Senator Bernie Sanders, the firebrand Democratic challenger to Hillary Clinton’s bid for the White House, announced Tuesday that he will continue his push until the party convention.
Sanders told supporters Monday that the California primary was the “most important primary in the Democratic nomination process.” His promise to stay in the race appears to indicate California is not as important as he declared, since Sanders lost the state by 13 points. Sanders did win Montana and North Dakota, but his biggest “win” of the night was the 188 delegates he picked up in California.
President Barack Obama called both Clinton and Sanders Tuesday evening, and arranged a meeting with Sanders at the White House later this week. Sanders also called Clinton to congratulate the former secretary of state on her primary victories, but stopped short of conceding the nomination. Clinton currently has 2,184 pledged delegates and 571 superdelegates, who are free to change their mind before the convention vote. Clinton currently only needs 199 of those superdelegates to clinch the nomination, so Sanders would have to win over 372 superdelegates in order to keep Clinton from the nomination.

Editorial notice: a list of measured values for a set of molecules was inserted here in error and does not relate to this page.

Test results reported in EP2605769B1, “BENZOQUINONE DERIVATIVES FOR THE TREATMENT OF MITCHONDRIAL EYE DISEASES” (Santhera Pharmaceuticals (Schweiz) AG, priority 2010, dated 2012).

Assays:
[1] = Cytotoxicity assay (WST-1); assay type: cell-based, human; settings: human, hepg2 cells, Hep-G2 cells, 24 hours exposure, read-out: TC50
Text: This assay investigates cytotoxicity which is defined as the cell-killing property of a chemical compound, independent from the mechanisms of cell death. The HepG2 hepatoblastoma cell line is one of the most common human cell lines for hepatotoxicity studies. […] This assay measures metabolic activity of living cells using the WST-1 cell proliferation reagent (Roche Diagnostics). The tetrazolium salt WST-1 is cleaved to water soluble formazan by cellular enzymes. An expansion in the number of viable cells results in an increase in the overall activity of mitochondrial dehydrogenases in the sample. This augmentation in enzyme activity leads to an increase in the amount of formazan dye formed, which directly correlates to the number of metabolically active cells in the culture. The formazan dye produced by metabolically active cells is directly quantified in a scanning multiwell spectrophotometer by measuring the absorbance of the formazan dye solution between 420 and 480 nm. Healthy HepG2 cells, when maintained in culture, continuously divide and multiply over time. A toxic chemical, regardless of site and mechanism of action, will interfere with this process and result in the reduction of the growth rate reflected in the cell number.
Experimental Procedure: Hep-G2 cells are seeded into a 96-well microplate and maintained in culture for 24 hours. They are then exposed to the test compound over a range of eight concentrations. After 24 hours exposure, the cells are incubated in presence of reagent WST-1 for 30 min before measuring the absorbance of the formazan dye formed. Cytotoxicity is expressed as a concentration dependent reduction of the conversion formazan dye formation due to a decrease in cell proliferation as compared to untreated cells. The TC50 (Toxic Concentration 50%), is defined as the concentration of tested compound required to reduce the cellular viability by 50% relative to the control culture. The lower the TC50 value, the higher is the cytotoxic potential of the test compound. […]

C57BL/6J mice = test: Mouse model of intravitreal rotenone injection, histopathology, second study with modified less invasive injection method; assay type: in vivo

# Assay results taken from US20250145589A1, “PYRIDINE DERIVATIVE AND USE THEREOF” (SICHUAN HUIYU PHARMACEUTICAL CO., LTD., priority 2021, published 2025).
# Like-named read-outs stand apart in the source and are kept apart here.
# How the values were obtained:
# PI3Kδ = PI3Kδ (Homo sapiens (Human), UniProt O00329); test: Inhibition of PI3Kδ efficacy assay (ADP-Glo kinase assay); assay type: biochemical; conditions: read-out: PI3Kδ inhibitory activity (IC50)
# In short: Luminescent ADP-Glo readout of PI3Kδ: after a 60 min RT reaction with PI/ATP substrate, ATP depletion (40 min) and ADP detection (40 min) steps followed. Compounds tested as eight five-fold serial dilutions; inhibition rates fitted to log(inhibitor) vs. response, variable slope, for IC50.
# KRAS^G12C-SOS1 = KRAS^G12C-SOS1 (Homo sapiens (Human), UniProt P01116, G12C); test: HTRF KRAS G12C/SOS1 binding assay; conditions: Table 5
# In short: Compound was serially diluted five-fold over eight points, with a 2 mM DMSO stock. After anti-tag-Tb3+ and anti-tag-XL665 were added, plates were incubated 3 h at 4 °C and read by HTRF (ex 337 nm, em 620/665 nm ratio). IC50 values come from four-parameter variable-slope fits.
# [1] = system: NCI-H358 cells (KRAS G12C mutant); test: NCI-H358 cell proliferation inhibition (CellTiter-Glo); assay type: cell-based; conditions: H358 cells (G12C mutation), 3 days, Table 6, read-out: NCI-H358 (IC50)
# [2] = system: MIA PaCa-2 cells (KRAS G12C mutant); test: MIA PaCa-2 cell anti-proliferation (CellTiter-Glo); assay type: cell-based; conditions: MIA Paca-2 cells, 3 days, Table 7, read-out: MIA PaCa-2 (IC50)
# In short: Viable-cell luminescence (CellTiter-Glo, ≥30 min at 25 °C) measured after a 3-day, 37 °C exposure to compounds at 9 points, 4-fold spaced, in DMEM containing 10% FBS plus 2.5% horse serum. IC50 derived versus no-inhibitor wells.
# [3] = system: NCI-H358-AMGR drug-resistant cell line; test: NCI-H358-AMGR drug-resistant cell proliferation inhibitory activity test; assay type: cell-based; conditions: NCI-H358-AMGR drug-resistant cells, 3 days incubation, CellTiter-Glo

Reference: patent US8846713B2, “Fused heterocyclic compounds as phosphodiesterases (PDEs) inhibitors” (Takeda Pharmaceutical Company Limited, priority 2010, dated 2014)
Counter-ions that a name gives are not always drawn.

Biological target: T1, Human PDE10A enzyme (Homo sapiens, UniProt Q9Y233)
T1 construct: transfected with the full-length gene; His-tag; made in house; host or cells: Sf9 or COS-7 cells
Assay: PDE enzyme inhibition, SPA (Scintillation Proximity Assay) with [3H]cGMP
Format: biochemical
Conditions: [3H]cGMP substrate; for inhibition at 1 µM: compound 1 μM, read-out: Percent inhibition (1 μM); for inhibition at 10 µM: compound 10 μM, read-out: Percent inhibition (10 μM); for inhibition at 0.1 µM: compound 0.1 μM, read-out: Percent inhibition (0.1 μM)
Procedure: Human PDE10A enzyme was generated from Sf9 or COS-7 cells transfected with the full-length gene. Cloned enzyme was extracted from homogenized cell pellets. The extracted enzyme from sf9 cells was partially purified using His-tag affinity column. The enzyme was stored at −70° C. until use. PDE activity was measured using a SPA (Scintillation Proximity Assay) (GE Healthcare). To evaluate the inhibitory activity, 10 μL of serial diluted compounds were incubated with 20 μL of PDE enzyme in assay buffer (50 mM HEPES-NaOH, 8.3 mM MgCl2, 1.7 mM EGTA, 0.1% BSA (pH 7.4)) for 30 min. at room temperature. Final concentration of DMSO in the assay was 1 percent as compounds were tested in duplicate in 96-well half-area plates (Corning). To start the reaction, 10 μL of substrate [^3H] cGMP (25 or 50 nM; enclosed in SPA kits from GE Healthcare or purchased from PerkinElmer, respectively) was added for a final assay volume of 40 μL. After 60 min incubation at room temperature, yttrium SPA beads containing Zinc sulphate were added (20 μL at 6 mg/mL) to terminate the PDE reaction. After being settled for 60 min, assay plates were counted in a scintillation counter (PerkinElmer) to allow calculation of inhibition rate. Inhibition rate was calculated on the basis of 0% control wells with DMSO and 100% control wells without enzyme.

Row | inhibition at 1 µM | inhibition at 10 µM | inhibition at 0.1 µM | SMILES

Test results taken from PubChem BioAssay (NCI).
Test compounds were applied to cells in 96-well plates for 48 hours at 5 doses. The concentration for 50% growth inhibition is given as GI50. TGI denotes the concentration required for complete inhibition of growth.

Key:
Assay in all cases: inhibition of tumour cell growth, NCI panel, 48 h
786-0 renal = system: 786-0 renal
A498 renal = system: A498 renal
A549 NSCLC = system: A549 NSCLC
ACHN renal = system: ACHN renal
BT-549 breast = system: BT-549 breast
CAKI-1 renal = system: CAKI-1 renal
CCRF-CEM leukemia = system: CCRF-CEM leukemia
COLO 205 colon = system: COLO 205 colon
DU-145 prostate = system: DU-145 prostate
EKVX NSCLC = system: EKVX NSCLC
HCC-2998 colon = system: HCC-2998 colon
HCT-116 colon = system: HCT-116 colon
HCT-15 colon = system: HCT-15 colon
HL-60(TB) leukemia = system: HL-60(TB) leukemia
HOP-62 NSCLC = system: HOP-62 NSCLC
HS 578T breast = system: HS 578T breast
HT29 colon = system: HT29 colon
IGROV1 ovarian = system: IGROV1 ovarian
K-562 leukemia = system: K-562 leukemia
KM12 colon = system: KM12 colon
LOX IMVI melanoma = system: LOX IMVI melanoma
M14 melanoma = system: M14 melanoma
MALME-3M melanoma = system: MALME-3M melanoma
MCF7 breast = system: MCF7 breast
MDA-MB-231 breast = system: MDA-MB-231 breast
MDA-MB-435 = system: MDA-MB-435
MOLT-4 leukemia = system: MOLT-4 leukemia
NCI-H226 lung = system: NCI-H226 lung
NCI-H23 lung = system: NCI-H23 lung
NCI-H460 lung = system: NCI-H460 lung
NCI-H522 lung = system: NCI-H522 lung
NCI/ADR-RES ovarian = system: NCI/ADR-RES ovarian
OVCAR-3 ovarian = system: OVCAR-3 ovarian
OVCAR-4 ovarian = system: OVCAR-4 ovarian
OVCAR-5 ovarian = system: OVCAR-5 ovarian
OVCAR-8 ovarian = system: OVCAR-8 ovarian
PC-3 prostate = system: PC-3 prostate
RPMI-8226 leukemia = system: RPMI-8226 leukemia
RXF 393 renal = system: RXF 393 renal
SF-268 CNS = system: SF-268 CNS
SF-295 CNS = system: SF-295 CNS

Also telling in the race is Sander’s decision Wednesday to cut half of his staff. It should be noted that most of the jobs cut are field staffers unique to the state in which they worked. It isn’t uncommon for a campaign to have turnover after primaries, but what is notable is the fact that Sanders is also cutting analyst jobs at his campaign headquarters. These are jobs that are crucial to meeting Sander’s stated goal of gaining more superdelegates. A campaign official noted under condition of anonymity that some of the analyst and field jobs would be simply reassigned to Sander’s Senate office. Such a reassignment indicates a turn to the regular business of the Senate, and less of an emphasis on getting elected to the highest office in the country.
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